Forage Quality and the Value of Legumes in Pastures


On many farm visits, the main topic of discussion  usually leads to ways of improving the quality of the pastures and hay fields, primary forages based on fescue. Judging from the appearance of cattle and other grazing livestock, the fescue is usually hot, meaning it has a high level of endophyte.

The discussion usually turned to ways to overcome the endophyte. Options discussed included complete renovation of the fields, using an intensive grazing system, feeding supplements, and/or interseeding clovers into the fescue. 

After a brief conservation, we usually settle on rotational grazing system and interseeding of clovers and lespedeza into the existing pastures.  So, why incorporate these two options?

To improved quality of forage and lower levels of endophyte.

By using a rotational grazing system, the grass will stay in a vegetative stage of growth longer as it does not have the opportunity to go to seed.  Research has shown that concentrations of toxin produced by the endophyte fungus are much higher in the stem and seed tissues of fescue than in the leaf tissue. A bonus of rotational grazing versus continuous grazing is that forage quality and quantity are improved.

One of the more economical ways to compensate for the ill effects of the fescue endophyte is by interseeding legumes into the infected fescue. Past studies have shown cattle performances improve when comparing low endophyte fescue pastures and the high endophyte fescue pastures plus ladino clover. Based on average daily gains, cattle grazing the low endophyte and/or the high endophyte plus ladino clover pastures were in excess of 1.5 pounds. However, cattle on the high endophyte pastures alone gained less than one pound per day.

Adding legumes to your pastures and hay fields is an excellent way to improve our forage. The value of clover and lespedeza, when added to your pastures, is the increase in the quality (feed value) of the forage and the dilution effect on the endophyte.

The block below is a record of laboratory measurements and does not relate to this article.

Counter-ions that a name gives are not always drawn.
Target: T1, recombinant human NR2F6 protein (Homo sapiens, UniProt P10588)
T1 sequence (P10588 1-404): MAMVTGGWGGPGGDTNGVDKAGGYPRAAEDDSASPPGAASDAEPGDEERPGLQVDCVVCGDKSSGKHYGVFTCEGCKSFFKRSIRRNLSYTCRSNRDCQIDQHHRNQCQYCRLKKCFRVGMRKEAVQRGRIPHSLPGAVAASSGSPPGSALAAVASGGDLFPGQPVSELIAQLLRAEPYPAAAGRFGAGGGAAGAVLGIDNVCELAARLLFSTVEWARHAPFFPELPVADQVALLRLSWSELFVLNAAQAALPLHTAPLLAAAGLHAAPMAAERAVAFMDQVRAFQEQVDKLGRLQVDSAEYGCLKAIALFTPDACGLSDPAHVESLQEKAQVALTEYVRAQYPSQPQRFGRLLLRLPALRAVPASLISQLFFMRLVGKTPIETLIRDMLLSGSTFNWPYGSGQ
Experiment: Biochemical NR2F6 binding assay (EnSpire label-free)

Red clovers are the most widely grown of all the true clovers. It is the preferred clover in hay fields and in pastures when rotational grazing is practical.

When overseeding two varieties of red clover – Kenlan and Kenstar – are recommended for this area.  These varieties are high yielding and have shown good resistance to some of our most prevalent diseases.  There may also be other varieties available in your area so check with your local seed supplier to see what they have.  If red clover is your choice, then it is time to get in gear.

The recommended fall seeding dates for red clover are August 15 to September 14.  The best method of seeding into a fescue sod is to use a no-till drill. However, if you have missed this date then late winter frost seeding is another option. This is usually done in February and has proven to be another acceptable method.

Ladino clover also does well in pastures. It will withstand heavier grazing pressure than will the red clovers.  Two deterrents to using ladino are the possibility of its causing bloat and its inability to survive prolong periods of dry weather. Red Clover and Ladino Clovers are both cool season legumes meaning they will come early, play out in the hot summer months, and will reappear in the fall given enough moisture is available.

Lespedezas are excellent legume choices for improving the quality and quantity of our summer    pastures.  Two species of the annual lespedeza are grown in Missouri – Lespedeza Striata (common, kobe) and Lespedeza Stipulacea (Korean).  These may also be over seeded into existing pastures.  Remember these are annuals so they are much easier to graze out and need special attention for retention.

There are programs available to help with the cost of overseeding legumes into your fescue pastures. The DSP-2 program is administered through your local Soil and Water Conservation District. This program provides for 75% cost share on the lime, fertilizer, seed and drilling necessary for establishing the legume. There are some requirement that must be followed for this program such as a current soil test. For more information, call your local SWCD office.

Also, keep in mind a field of weeds is a field of weeds and cattle usually do not benefit from this situation.  Weeds are not considered a dilution method to endophyte. For more information on the establishment and maintenance of legumes in a forage program, contact your University Extension Center and request Extension Guides.

Source: Terry Halleran, MU Extension Agronomy Specialist